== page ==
Thirty-six bass brothers
By Camryn Carnes
It was late August when Granbury High School (GHS) Bass Club called for the first meeting. I have been bass fishing for years but for some reason I was nervous. Maybe it was the fact I would be fishing next to students I see every day or the fact that I would be representing our high school. Either way, I was nervous.
I walked down the hall and two anglers stood next to the lecture hall door greeting students. The student holding the door greeted me first and asked if I was looking for someone. I kind of laughed it off and said I’m here for the meeting. The other angler laughed it off as well and said he was sorry. They have never had a girl that was there to fish.
I continued inside to sign in and take my seat. Much to my surprise another female angler came through the door and grabbed a membership paper. Mikayla Hamilton had never fished from a boat. She loved to fish but was locked to bank fishing. She had also just broken her leg in a horse riding accident so the tournament would be interesting with her fishing on crutches. After exchanging numbers, we communicated and decided we would fish together for the 2017-18 season. Mikayla is a junior at GHS and her passion is band. With her schedule I knew there would be times I would fish solo.
Mikayla came to our house and loaded her gear on our boat on Sept. 22 of last year. The next day was tournament day and we went to bed early. It was probably around 3 a.m. when our captain, AKA Dad, made his way down the stairs. Within just a few minutes we were dressed and heading out the door.
I tried to sleep on the car drive but I was excited and just never could sleep. My mind was in a war with baits, setups, water clarity and temps.
We missed our exit and had to take a detour so it added to the stress. I remember pulling into a gas station so we could go in and get snacks, then it hit me. This is it, we are really fishing for Granbury High School. Competing as an angler is always fun but with this style tournament I was more worried about representing our school and being an asset to the bass club more than self-reward.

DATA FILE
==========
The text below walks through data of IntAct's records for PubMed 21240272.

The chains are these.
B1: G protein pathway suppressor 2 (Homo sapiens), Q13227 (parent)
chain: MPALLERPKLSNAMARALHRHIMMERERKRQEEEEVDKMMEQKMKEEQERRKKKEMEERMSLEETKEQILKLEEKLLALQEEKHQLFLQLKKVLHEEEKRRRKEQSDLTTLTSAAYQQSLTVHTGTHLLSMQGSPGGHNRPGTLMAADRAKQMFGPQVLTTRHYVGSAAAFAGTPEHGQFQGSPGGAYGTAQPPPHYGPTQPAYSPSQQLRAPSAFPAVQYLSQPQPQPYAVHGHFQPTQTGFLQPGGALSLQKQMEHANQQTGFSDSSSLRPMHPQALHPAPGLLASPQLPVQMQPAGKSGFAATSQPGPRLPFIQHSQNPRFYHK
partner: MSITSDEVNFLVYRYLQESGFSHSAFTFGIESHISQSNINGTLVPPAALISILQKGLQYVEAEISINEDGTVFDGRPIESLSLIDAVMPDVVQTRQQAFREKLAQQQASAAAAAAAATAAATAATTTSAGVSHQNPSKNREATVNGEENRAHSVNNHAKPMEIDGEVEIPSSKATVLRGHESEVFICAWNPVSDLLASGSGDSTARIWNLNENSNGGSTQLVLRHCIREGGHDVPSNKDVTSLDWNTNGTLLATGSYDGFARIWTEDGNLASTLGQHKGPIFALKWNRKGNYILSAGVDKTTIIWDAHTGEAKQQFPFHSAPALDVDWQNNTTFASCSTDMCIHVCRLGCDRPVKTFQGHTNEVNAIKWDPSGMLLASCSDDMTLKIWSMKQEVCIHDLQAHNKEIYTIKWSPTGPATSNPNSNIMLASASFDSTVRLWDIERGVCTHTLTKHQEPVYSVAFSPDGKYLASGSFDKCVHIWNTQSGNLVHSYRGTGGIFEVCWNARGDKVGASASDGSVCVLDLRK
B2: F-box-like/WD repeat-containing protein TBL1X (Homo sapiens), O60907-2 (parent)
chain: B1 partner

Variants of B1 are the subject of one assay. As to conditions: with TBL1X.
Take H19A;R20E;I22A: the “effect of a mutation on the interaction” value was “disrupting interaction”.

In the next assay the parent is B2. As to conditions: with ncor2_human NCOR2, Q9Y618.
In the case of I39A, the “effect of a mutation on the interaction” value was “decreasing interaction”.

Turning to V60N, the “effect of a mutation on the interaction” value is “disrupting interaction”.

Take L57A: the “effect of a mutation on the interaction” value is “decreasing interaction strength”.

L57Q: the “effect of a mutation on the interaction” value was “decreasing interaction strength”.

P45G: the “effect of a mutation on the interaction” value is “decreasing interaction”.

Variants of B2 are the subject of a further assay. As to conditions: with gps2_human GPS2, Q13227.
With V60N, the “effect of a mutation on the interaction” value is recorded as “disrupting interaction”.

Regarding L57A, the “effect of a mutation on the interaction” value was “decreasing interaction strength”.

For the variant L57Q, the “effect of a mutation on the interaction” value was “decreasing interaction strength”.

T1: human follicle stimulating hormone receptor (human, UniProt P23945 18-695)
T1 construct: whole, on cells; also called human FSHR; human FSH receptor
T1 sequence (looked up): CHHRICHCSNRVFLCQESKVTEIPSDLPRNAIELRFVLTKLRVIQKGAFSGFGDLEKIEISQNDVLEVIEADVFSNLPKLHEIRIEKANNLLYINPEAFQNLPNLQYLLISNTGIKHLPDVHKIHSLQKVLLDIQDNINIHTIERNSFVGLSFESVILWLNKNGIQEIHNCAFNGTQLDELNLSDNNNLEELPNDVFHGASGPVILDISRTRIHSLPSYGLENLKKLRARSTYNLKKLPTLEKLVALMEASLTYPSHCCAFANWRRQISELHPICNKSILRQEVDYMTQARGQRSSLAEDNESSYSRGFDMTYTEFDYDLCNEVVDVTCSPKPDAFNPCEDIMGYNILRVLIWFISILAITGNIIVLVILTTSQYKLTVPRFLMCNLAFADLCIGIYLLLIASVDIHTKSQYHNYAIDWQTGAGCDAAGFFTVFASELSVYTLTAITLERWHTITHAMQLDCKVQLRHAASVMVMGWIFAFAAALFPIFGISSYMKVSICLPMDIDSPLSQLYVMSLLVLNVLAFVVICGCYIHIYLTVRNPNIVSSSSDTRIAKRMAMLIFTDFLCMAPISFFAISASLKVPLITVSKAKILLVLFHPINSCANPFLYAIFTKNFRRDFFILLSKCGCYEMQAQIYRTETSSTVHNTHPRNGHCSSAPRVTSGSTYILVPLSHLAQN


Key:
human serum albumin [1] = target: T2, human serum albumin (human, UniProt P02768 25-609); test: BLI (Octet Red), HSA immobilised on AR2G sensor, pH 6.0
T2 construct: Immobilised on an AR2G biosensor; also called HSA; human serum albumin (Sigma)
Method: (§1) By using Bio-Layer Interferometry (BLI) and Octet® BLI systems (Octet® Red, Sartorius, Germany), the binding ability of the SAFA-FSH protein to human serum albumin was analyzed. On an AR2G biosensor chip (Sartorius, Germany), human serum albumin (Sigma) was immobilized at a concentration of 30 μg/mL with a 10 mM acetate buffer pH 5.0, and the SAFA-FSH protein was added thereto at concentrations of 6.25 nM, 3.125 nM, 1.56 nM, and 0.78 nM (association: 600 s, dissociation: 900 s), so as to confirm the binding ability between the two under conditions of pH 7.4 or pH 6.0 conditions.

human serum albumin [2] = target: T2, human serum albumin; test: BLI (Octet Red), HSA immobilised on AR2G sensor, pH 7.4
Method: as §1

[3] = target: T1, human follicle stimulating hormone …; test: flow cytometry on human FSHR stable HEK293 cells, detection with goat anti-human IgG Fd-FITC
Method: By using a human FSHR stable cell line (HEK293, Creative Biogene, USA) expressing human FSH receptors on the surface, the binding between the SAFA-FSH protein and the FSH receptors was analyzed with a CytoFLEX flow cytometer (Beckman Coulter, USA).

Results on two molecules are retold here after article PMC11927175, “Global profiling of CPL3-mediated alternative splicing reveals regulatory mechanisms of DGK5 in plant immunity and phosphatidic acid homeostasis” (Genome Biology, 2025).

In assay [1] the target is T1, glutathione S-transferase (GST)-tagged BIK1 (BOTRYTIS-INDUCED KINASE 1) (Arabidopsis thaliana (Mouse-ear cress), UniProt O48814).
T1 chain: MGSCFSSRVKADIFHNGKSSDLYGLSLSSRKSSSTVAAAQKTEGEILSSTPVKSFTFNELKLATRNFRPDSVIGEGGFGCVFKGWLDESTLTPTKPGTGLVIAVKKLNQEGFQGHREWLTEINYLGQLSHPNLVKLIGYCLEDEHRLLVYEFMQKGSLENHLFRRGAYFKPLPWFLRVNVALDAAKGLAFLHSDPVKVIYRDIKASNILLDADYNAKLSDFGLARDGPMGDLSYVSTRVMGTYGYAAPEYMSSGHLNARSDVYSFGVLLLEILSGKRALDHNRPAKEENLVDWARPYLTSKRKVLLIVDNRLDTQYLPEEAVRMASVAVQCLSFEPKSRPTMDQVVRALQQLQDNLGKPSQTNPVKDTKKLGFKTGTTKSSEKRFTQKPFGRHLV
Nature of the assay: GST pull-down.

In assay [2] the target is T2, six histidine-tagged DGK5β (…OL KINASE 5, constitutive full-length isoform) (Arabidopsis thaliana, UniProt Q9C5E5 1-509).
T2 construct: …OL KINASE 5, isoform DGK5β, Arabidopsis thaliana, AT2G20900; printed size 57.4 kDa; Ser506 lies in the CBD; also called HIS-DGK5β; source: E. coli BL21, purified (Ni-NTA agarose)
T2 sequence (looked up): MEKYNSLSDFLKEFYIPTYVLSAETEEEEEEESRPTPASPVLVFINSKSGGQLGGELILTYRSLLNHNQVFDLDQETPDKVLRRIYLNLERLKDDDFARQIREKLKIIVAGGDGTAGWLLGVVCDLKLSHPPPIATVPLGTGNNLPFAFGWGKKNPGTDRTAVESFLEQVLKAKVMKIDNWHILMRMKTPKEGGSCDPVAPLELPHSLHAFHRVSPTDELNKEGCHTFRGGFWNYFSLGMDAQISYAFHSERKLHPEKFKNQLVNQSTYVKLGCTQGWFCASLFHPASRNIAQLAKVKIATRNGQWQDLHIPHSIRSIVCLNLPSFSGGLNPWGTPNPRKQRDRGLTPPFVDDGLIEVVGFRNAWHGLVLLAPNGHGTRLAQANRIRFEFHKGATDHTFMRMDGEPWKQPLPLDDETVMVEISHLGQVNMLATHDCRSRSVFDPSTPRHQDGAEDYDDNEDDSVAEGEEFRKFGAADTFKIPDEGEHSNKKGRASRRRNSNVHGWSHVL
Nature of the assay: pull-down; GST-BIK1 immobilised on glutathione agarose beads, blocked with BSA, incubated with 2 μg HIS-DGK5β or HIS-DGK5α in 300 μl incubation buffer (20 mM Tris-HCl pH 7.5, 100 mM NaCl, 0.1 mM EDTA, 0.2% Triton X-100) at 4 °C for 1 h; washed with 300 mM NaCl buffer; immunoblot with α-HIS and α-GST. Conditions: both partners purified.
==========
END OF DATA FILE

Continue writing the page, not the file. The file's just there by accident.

I remember backing down a small ramp and thinking to myself it’s so dark, I can’t see anything. Too late now, the boat was launched and navigational lights had a soft glow in the crowded ramp we had found. My stomach turned knowing I would need to navigate through these boats back to the dock to pick up our captain who had just parked the trailer. It didn’t take long for another captain to tell his team to grab her boat and get her next to us so they can load. Wow, to my surprise everyone was there to help. I’ve done this a hundred times but it was different for some reason.
Once my captain loaded the boat we adjusted Mikayla’s crutches and strapped them down to the front deck. A few comments were made about our choice for push poles and shallow water anchors, but it was all in fun. The countdown to the first cast seemed to make the clock tick slower than normal. With rods in hand it was time. I pulled the first fish in, then Mikayla hooked up and the weight on our shoulders was lifted and laughter began. That first two fish flipped the switch and put me back into tournament mode. We ended up catching a lot of short fish and finished with two in the live well.
We returned to the weigh-in site where members of our school and other schools pointed us in the right direction for bags, courtesy ruler, and the line to weigh. Walking across the stage was a blur. I tried to help Mikayla with her crutches as the scale flashed numbers and even though we didn’t have a great bag I knew we had two and we would contribute to the school rankings. If it wasn’t for the pictures our school took I may have never remembered it.
After we released our fish we were greeted by the booster club. They had set up a canopy with snacks, drinks and chairs surrounding the area. The GHS Bass Club Anglers discussed the day’s events and spoke with us about how we caught our fish. It was great, the atmosphere I have experienced at tournaments before with my dad was the exact same with these high school anglers.
Bass Fishing is a humbling sport and true anglers know it can be won by anyone regardless of financial status, race or gender. I may be a girl on the GHS Bass Team and that’s okay. I also have 36 brothers, not by blood but by my bass fishing club.